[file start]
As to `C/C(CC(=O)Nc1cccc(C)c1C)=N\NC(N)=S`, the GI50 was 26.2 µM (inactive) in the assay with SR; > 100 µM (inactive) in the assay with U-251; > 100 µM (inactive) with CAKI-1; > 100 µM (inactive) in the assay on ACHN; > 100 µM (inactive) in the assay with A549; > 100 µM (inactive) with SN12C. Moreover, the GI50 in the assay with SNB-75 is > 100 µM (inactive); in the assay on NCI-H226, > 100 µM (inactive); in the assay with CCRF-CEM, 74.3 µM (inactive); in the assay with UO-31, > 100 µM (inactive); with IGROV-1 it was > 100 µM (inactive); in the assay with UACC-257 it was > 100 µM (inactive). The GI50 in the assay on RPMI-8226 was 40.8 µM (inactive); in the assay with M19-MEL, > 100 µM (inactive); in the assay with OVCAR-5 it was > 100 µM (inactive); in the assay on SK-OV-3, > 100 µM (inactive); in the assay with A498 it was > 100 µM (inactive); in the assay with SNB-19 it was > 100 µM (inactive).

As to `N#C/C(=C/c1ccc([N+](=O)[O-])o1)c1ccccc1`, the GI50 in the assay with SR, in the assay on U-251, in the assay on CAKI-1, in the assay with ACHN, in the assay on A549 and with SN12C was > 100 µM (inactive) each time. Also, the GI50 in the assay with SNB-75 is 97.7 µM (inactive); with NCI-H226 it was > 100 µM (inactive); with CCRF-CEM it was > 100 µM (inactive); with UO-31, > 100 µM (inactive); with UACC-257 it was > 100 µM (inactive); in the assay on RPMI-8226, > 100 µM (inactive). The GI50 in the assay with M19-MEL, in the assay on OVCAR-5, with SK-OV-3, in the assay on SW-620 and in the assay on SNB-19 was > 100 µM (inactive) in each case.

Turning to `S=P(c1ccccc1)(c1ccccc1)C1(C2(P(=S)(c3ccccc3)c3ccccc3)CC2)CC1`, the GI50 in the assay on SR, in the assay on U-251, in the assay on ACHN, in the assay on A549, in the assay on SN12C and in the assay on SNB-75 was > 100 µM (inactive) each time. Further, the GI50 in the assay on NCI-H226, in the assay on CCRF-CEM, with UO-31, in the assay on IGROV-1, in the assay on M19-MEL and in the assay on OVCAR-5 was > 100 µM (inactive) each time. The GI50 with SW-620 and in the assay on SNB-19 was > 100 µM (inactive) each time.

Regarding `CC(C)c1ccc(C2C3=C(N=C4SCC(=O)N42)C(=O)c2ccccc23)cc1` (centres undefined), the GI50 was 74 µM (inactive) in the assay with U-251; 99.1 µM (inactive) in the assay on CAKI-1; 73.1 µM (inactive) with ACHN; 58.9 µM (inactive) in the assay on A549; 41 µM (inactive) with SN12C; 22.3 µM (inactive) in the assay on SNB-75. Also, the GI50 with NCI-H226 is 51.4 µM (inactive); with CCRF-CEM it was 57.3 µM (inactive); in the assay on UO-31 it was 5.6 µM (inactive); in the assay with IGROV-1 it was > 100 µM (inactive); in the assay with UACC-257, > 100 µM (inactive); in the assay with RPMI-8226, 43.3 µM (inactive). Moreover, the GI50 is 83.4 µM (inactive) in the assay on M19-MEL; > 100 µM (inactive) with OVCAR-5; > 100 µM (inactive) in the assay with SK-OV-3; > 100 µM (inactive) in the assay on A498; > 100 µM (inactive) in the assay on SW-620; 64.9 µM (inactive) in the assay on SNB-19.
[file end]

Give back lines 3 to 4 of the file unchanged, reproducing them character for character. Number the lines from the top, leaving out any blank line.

Turning to `S=P(c1ccccc1)(c1ccccc1)C1(C2(P(=S)(c3ccccc3)c3ccccc3)CC2)CC1`, the GI50 in the assay on SR, in the assay on U-251, in the assay on ACHN, in the assay on A549, in the assay on SN12C and in the assay on SNB-75 was > 100 µM (inactive) each time. Further, the GI50 in the assay on NCI-H226, in the assay on CCRF-CEM, with UO-31, in the assay on IGROV-1, in the assay on M19-MEL and in the assay on OVCAR-5 was > 100 µM (inactive) each time. The GI50 with SW-620 and in the assay on SNB-19 was > 100 µM (inactive) each time.

Regarding `CC(C)c1ccc(C2C3=C(N=C4SCC(=O)N42)C(=O)c2ccccc23)cc1` (centres undefined), the GI50 was 74 µM (inactive) in the assay with U-251; 99.1 µM (inactive) in the assay on CAKI-1; 73.1 µM (inactive) with ACHN; 58.9 µM (inactive) in the assay on A549; 41 µM (inactive) with SN12C; 22.3 µM (inactive) in the assay on SNB-75. Also, the GI50 with NCI-H226 is 51.4 µM (inactive); with CCRF-CEM it was 57.3 µM (inactive); in the assay on UO-31 it was 5.6 µM (inactive); in the assay with IGROV-1 it was > 100 µM (inactive); in the assay with UACC-257, > 100 µM (inactive); in the assay with RPMI-8226, 43.3 µM (inactive). Moreover, the GI50 is 83.4 µM (inactive) in the assay on M19-MEL; > 100 µM (inactive) with OVCAR-5; > 100 µM (inactive) in the assay with SK-OV-3; > 100 µM (inactive) in the assay on A498; > 100 µM (inactive) in the assay on SW-620; 64.9 µM (inactive) in the assay on SNB-19.